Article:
"Dear friends!—dear children!" she said, and in her tone there was the tenderness of a great compassion, almost bordering on tears,—"What is it, think you all, that makes the age in which we live so sad, so colourless, so restless and devoid of hope and peace? It is not that we are the inhabitants of a less wonderful or less beautiful world,—it is not as if the sun had ceased to shine, or the birds had forgotten how to sing! Triumphs of science,—triumphs of learning and discovery, these are all on the increase for our help and furtherance. With so much gain in evident advancement, what is it we have lost?—what is it we miss?—whence come the dreariness and emptiness and satiety,—the intolerable sense of the futility of life, even when life has most to offer? Dear children, you are all so sad!—many of you so broken- hearted!—why is it?—how is it? Poverty alone is not the cause,—for it is quite possible to be poor, yet happy! True enough it is that in these days you are ground down by the imposition of taxes, which try all the strength of your earnings to pay; but even this is an evil you could mitigate for yourselves, by strong and united public protest. How is it that you do not realise your own strength? You are not like the poor brutes of the field and forest, who lack the reason which would show them how superior in physical force alone they are to the insignificant biped who commands them. Could the ox understand his own strength, he would never be led to the slaughter-house;—he and his kind would become a terror instead of a provision. You are not oxen,— yet often you are as patient, as dull, as blind and reasonless as they! You form clubs, societies, and trades-unions;—but in how many cases do you not enter upon small and querulous differences which so weaken your unity that presently it falls to pieces and has no more power in it? This is what your tyrants in trade rely on and hope for; the constant recurrence of quarrels and dissensions among yourselves. No Society lasts which tolerates conflicting argument or differing sentiments in itself. Why is it that the Jesuits,—whom you are all unanimous in hating,—are still the strongest political Brotherhood on the face of the earth? Because they are bound to maintain in every particular the tenets of their Order. No matter how vile, or how reprehensibly false their theories, they are compelled to carry on the work and propaganda of their Union, despite all loss and sacrifice to themselves. This is the secret of their force. Expelled from one land, they take root in another. Suppressed entirely by Pope Clement XIV., in 1773, they virtually ignored suppression, and took up their headquarters in Russia. The influence they exerted there still lies on the serf population, like one of the many chains fastened to a Siberian exile's body. Yet they were driven from Russia in 1820,—from Holland in 1816,—from Switzerland in 1847, and from Germany in 1872. Latterly they have been expelled from France. Nevertheless, in spite of these numerous expulsions, and the universal odium in which they are held,— they still flourish; still are they able to maintain their twenty-two generals and their four Vicars;—and still all countries have, in their turn, to deal with their impending or fulfilled invasion. Why is it that a Society so criminal in historic annals, should yet remain as a force in our advanced era of civilization? Simply, because it is of One Mind! Bent on evil, or good,—self-renunciation or self- aggrandisement,—it is still of One Mind! Friends,—were you like them, also of One Mind, your injuries, your oppressions, your taxations would not last long! The remedy for all is easy, and rests with yourselves,— only yourselves! But some of you have lost heart—and other some have lost patience. You look round upon the squalid corners of this great city—you shudder at the cruelty of the daily life with which you have to contend,—you enter poor rooms, which you are compelled to call 'home,' where the sick and dying, the newly-born and the dead are huddled all together,—ten, and sometimes fifteen in one small den of four whitewashed walls;—and sickened and tired, you cry out 'Is life worth no more than this? Is God's scheme for the human race no more than this? Then why were we born at all? Or, being born, why may we not die at once, self-slain?' Ah, yes, dear friends!—you often feel like this; we all of us often feel like this! But—it is not God who has made life thus hard for you,—it is yourselves! It is you who consent to be down-trodden,—it is you who resign your freewill, your thought, your originality of character, into the dominating power of others. True,—wealth controls affairs to a vast extent nowadays,—but there is a stronger power than wealth, and that is Soul! It is not the possession of gold that has given the greatest men their position. This is a commercial age, we own,—and certainly,—because of the base and degrading love of accumulation,—Intellectuality is for the moment often set aside as something valueless—but whenever Intellectuality truly asserts itself, there is at once made visible an acting force of the Divine, which is practically limitless and irresistible. Think for yourselves, friends!—do not let a hired Press think for you! Think for yourselves—judge for yourselves, and act for yourselves! By your observation of a statesman's life, you shall know his capabilities. If he has once been a turncoat, he will be a turncoat again. If he has been known to speculate privately in a forthcoming political crisis, which he alone knows of in advance——"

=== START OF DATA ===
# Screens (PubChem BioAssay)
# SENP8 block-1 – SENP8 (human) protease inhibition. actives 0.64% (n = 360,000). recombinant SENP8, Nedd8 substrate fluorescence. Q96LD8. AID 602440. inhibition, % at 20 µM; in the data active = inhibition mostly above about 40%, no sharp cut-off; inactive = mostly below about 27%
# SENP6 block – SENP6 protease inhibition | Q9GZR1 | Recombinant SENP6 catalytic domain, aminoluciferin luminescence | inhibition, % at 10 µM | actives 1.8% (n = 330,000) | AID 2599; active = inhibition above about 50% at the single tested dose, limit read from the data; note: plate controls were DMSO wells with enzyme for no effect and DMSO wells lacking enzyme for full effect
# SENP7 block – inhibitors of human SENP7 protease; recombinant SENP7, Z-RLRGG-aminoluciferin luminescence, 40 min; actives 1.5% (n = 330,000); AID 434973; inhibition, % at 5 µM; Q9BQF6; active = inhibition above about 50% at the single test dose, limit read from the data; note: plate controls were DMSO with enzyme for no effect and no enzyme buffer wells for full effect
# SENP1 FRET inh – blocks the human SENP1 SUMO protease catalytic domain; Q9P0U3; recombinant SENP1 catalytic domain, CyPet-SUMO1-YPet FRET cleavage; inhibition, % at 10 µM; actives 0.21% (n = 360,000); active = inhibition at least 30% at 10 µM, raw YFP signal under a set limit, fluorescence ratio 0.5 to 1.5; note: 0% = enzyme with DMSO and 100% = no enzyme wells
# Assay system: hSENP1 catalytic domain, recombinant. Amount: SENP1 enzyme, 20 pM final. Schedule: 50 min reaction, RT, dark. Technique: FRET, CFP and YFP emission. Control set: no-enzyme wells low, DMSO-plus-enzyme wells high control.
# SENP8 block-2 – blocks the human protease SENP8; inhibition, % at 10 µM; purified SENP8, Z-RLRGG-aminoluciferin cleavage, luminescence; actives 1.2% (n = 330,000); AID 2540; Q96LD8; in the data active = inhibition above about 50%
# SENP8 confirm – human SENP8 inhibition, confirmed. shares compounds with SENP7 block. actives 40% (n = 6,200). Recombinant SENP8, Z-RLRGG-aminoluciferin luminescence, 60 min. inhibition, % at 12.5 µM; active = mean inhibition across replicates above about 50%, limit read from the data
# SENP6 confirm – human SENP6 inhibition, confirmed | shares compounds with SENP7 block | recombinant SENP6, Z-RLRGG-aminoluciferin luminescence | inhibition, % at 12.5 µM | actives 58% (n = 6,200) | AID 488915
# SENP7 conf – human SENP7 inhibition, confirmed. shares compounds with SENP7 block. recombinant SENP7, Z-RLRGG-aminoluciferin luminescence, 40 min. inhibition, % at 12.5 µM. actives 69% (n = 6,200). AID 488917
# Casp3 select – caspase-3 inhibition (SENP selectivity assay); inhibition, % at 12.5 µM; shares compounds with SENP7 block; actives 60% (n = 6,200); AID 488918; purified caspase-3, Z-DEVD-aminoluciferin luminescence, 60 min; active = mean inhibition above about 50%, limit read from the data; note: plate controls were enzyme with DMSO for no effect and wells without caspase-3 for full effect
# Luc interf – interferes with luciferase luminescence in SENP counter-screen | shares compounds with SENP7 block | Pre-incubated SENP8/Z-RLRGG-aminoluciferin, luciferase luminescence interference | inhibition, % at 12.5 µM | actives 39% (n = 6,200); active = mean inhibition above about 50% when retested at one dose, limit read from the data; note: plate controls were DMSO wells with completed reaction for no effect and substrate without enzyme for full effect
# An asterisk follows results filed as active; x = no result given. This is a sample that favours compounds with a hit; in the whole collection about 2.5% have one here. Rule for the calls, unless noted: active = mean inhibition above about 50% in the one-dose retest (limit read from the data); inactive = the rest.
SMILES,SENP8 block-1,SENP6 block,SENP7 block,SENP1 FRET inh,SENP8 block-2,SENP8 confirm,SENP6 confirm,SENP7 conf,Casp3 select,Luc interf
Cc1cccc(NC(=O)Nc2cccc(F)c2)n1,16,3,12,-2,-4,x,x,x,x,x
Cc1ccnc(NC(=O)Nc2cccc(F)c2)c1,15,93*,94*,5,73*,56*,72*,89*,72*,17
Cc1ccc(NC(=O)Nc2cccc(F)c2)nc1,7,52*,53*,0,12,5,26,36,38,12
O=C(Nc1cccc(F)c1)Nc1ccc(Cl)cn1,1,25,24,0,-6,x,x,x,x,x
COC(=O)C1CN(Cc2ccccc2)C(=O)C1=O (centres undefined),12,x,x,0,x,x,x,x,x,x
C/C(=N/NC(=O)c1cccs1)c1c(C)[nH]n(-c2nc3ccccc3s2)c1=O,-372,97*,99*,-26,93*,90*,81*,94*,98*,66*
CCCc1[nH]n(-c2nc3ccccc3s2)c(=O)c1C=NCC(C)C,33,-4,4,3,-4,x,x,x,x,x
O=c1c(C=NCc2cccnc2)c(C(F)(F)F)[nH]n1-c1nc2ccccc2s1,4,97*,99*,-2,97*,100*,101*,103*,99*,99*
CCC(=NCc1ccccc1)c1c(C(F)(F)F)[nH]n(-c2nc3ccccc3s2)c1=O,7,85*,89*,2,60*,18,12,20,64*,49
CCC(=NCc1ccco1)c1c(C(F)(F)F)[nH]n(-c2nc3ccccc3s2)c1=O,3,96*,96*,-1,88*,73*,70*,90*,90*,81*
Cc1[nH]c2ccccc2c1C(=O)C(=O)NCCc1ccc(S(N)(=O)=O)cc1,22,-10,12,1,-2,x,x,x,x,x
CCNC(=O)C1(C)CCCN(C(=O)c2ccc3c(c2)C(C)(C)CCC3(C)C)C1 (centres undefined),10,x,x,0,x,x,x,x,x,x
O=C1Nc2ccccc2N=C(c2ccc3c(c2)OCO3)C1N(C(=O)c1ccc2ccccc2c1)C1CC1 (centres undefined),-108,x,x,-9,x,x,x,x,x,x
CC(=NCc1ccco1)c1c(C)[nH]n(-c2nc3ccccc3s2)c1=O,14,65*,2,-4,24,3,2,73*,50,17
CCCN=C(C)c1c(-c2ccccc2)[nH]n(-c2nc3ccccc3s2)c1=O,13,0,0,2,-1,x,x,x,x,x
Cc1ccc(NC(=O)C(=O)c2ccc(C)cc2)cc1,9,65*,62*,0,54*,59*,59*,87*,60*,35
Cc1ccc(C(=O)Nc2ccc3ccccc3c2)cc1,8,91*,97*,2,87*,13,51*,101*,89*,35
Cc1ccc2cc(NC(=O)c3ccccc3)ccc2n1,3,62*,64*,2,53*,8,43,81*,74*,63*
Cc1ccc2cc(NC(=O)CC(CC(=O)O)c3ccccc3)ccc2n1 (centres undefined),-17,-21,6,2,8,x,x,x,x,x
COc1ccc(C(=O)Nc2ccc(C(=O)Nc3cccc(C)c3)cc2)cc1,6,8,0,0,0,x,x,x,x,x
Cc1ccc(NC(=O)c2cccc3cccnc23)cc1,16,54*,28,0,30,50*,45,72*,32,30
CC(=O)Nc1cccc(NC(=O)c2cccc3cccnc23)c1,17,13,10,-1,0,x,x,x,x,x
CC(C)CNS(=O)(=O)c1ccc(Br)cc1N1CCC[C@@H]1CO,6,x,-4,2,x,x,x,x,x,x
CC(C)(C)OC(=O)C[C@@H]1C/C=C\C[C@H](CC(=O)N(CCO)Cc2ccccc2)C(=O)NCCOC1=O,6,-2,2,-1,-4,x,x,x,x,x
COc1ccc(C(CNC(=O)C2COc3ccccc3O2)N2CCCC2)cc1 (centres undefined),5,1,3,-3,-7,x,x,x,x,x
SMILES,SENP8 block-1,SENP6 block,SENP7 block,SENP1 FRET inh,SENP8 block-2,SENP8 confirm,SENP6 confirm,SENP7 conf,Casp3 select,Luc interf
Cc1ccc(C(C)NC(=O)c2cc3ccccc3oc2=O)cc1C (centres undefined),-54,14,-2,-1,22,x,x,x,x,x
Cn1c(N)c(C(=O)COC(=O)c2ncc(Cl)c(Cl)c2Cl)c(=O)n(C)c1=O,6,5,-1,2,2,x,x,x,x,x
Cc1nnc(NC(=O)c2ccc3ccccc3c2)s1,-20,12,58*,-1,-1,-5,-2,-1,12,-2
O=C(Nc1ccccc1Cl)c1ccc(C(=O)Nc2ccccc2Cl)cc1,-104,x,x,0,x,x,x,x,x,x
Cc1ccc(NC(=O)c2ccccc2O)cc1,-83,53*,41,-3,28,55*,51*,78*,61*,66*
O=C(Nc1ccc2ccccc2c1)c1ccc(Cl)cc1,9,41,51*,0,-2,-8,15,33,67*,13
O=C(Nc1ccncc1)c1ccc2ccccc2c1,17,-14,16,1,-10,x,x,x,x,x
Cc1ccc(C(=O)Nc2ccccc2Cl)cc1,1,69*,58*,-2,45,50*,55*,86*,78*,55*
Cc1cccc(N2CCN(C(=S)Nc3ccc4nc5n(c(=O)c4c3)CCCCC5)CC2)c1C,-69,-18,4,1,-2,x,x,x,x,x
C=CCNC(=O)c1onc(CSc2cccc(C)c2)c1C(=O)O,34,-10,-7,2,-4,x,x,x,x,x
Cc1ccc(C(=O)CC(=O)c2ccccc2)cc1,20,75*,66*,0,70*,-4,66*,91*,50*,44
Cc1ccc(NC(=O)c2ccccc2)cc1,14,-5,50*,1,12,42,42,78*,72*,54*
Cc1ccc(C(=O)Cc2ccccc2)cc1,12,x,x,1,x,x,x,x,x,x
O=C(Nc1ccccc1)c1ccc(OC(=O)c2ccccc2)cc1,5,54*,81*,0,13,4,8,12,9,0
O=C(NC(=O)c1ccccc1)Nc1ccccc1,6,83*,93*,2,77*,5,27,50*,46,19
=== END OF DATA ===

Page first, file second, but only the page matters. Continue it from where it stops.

Here the speaker was interrupted by what sounded more like a snarl than a shout. "Perousse! Perousse!"